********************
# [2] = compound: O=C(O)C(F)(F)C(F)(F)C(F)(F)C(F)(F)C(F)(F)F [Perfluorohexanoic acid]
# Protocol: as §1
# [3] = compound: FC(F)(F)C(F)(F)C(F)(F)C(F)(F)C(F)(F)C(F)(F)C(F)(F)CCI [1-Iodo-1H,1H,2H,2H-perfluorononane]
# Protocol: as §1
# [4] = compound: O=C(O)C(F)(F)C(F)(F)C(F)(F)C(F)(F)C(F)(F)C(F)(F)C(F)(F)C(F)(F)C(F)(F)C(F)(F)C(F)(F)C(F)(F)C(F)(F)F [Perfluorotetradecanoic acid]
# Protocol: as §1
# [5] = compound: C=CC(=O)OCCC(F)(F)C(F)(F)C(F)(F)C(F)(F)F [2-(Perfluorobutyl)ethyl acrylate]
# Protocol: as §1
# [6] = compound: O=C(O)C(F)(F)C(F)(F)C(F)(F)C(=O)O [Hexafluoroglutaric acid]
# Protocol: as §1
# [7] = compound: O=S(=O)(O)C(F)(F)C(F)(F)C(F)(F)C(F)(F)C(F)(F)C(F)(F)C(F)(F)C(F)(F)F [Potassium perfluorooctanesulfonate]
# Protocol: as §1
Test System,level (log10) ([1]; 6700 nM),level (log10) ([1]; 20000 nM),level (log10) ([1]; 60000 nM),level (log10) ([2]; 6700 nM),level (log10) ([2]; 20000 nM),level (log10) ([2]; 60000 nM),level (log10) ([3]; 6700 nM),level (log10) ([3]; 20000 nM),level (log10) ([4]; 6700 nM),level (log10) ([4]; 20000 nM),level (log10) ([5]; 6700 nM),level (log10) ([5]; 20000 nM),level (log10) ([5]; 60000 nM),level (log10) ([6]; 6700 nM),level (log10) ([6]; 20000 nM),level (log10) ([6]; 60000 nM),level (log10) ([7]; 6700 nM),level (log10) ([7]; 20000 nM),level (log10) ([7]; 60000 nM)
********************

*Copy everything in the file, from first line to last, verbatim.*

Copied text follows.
# [2] = compound: O=C(O)C(F)(F)C(F)(F)C(F)(F)C(F)(F)C(F)(F)F [Perfluorohexanoic acid]
# Protocol: as §1
# [3] = compound: FC(F)(F)C(F)(F)C(F)(F)C(F)(F)C(F)(F)C(F)(F)C(F)(F)CCI [1-Iodo-1H,1H,2H,2H-perfluorononane]
# Protocol: as §1
# [4] = compound: O=C(O)C(F)(F)C(F)(F)C(F)(F)C(F)(F)C(F)(F)C(F)(F)C(F)(F)C(F)(F)C(F)(F)C(F)(F)C(F)(F)C(F)(F)C(F)(F)F [Perfluorotetradecanoic acid]
# Protocol: as §1
# [5] = compound: C=CC(=O)OCCC(F)(F)C(F)(F)C(F)(F)C(F)(F)F [2-(Perfluorobutyl)ethyl acrylate]
# Protocol: as §1
# [6] = compound: O=C(O)C(F)(F)C(F)(F)C(F)(F)C(=O)O [Hexafluoroglutaric acid]
# Protocol: as §1
# [7] = compound: O=S(=O)(O)C(F)(F)C(F)(F)C(F)(F)C(F)(F)C(F)(F)C(F)(F)C(F)(F)C(F)(F)F [Potassium perfluorooctanesulfonate]
# Protocol: as §1
Test System,level (log10) ([1]; 6700 nM),level (log10) ([1]; 20000 nM),level (log10) ([1]; 60000 nM),level (log10) ([2]; 6700 nM),level (log10) ([2]; 20000 nM),level (log10) ([2]; 60000 nM),level (log10) ([3]; 6700 nM),level (log10) ([3]; 20000 nM),level (log10) ([4]; 6700 nM),level (log10) ([4]; 20000 nM),level (log10) ([5]; 6700 nM),level (log10) ([5]; 20000 nM),level (log10) ([5]; 60000 nM),level (log10) ([6]; 6700 nM),level (log10) ([6]; 20000 nM),level (log10) ([6]; 60000 nM),level (log10) ([7]; 6700 nM),level (log10) ([7]; 20000 nM),level (log10) ([7]; 60000 nM)